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Oracle Donates Software for Big Brother Database 215

8onal writes: "C|Net is reporting that Oracle CEO Larry Ellison has followed through with his threat, I mean promise, to assist with Uncle Sam's crimefighting efforts. "...Ellison said he has delivered Oracle's 9i database management software to a U.S. government agency for national security, but he declined to give further details, such as which agency or for what usage." Seeing as how he has already supplied the CIA with software, I bet it went to another 3-letter group."
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Oracle Donates Software for Big Brother Database

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  • by jason99si ( 131298 ) on Wednesday December 05, 2001 @08:57AM (#2659082)
    My question is, did the XXX agency ASK for a copy of the software, or did Larry just up and give it to them.

    I think its more likely that he tracked down an address and just mailed it out so he could get in the CNET headlines.. as well as increase pressure to implement his proposed system.
  • Responsibility (Score:3, Interesting)

    by Tomcat666 ( 210775 ) on Wednesday December 05, 2001 @09:15AM (#2659132) Homepage
    We've had it with people working in medicinal areas (they developed the Hippocratic oath to make sure only to help the people), and with scientists (remember Hiroshima?).

    It seems like programmers are in the focus now. Would you write software that will be used in military devices (to kill people)? To observe people and violate their privacy? How can you know what your software is used for?

    We should take care of what we are doing when we publish and/or write a piece of software.

    This also has some interesting aspects for open source licenses like the GPL. There's no part of the GPL forbidding the use of the licensed software for militaristic purposes (wrong?) or privacy intrusion (to stay on topic). Since most hackers are friendly people and the GPL reflects a big part of the hacker ethics, it should probably restrict the use of your software for the "wrong" purposes.

    On the other hand, if you're not as pacifistic and freedom-loving as I am, you might say that the GPL shouldn't restrict the use of software so much. But then I think programmers should consider NOT to release a program if it could be used in a bad way.

    Hackers are putting so much love and work and spare time into their projects that they are thinking about its possibilities anyway, so maybe the only danger here is commercial software, written only to earn money.
  • by 1D10T ( 455536 ) on Wednesday December 05, 2001 @09:17AM (#2659136) Homepage
    Basically you are right. The problem I see is that the government might be able to put it to bad uses. If you allow certain control this might be ok while there is the current government. But remember what happens when a person like Hitler gets the power. He may put the existing infrastructure to his own bad uses. That is the time when you see you shouldn't have allowed the control, because it could be used to your own bad.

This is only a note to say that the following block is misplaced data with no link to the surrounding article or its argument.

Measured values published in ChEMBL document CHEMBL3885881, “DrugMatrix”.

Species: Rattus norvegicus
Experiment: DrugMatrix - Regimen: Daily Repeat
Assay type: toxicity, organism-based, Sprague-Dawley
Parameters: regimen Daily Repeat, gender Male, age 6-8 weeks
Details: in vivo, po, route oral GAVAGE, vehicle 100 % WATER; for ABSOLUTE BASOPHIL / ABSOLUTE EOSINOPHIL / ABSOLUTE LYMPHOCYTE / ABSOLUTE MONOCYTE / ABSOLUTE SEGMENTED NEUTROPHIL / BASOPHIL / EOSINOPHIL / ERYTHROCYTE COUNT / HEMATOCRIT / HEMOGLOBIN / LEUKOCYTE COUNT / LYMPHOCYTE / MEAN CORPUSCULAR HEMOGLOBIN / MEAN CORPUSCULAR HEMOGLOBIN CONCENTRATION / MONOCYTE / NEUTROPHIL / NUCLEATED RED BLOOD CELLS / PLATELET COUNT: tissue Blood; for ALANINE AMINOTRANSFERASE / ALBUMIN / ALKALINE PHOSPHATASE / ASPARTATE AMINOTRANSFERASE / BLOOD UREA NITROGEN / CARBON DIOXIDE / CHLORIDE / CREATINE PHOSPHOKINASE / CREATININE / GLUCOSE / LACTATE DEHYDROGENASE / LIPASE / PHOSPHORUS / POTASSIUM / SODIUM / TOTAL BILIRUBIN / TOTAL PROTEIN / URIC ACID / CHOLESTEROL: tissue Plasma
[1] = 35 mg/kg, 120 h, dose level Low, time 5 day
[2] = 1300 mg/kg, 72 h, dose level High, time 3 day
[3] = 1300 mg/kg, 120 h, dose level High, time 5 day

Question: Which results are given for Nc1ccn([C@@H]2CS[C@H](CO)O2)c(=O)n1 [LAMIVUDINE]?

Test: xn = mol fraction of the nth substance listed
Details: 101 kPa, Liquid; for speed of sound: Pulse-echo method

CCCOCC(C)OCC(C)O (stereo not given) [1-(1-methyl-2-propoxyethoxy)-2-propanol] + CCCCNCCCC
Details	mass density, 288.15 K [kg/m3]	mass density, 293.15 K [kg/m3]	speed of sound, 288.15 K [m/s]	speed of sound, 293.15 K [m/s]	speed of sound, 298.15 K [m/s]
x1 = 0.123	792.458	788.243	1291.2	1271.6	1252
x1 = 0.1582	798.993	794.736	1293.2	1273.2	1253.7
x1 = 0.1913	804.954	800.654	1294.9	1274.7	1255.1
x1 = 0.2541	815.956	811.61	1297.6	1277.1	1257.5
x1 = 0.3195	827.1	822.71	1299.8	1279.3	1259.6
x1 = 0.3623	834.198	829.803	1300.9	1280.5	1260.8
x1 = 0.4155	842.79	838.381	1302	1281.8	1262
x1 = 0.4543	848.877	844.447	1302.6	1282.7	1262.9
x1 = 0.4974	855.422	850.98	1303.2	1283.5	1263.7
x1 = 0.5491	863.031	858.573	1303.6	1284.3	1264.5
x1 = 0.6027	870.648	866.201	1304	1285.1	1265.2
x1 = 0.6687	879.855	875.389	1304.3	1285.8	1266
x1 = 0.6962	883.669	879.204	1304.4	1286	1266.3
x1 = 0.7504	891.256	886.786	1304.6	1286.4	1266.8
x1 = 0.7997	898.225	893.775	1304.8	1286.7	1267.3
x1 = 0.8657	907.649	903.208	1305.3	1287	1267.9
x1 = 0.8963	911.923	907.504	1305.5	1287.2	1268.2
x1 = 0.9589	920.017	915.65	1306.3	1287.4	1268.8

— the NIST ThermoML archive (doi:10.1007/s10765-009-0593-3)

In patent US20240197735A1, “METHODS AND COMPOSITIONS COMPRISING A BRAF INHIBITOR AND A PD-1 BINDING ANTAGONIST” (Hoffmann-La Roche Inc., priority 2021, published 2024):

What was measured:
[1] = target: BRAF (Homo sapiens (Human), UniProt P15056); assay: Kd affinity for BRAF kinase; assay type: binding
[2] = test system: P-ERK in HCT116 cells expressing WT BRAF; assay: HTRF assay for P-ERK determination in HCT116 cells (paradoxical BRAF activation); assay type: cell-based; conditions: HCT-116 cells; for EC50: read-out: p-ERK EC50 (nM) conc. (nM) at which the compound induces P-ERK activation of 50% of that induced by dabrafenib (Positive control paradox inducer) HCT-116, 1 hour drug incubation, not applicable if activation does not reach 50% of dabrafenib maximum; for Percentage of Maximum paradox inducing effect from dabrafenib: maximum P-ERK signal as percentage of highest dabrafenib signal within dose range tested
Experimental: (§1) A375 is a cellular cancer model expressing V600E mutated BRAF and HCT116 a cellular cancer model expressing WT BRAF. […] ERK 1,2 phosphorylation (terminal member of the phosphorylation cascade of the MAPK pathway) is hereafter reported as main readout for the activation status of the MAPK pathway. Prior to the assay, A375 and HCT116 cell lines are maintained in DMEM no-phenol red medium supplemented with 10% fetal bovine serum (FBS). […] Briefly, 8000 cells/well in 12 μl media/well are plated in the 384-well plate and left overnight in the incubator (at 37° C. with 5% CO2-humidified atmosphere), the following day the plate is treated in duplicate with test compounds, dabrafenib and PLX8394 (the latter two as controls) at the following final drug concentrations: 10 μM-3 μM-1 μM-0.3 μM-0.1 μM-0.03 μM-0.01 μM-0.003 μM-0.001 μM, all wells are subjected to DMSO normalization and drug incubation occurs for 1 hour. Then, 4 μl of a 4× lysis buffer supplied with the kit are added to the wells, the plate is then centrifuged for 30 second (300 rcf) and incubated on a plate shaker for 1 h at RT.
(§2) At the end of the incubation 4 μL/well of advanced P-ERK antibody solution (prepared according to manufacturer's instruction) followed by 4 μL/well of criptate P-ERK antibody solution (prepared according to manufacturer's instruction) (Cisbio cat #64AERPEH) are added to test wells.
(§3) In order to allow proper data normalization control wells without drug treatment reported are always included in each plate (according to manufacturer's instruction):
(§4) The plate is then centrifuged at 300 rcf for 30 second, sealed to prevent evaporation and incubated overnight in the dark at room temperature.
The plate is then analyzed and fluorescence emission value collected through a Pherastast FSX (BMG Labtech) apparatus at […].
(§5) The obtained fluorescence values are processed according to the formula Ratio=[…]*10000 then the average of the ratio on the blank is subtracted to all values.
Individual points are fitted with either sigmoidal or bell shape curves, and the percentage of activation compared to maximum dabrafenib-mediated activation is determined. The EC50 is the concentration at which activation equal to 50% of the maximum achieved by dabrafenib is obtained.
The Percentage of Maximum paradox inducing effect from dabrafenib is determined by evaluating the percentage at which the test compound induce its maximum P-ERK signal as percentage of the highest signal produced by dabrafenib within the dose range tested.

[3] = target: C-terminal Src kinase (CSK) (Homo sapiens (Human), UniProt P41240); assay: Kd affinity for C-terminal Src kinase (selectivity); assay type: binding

• by carlos_benj ( 140796 ) on Wednesday December 05, 2001 @09:25AM (#2659164) Journal
    Seems to me Larry Ellison is being rather opportunistic here...

    A business that isn't opportunistic to some degree will fail. With businesses involved in disaster recovery for instance, not stepping up marketing efforts in light of 9/11 would be foolish. People's minds are more tuned to the message, as they should have been before the events. I think the difference between that scenario and what Ellison is doing is that he is trying to use the tragedies to create a perceived need for something that will be of little real value and might cause considerable harm. In short, he's not far removed from those collecting for bogus charities "helping" New York Police and Firefighters' families.
  • Re:Umm... (Score:2, Interesting)

    by grid geek ( 532440 ) on Wednesday December 05, 2001 @09:32AM (#2659181) Homepage
    From a UK perspective we don't get software given as such but have meaningful "parnerships" with industry where they match government funding for research projects, usually meaning software. This gives them a zero opportunity cost, ensures all the students / researchers know their software (and will take this knowledge into industry a couple of years later) and get access to the latest research. It's not a problem, it's just part of the research business and doesn't usually cause too many problems.

    I don't know too much about the US constitutional issues but the right of privacy (or right to be left alone according to the Supreme Court) doesn't usually extend to hiding from the gov.

    I guess a single system would be good to tie in birth & death certificates, tax records, driving licences, medical stuff etc from the perspective of making it really hard to create false identities (or really easy if you happen to be the government) but what of identity theft?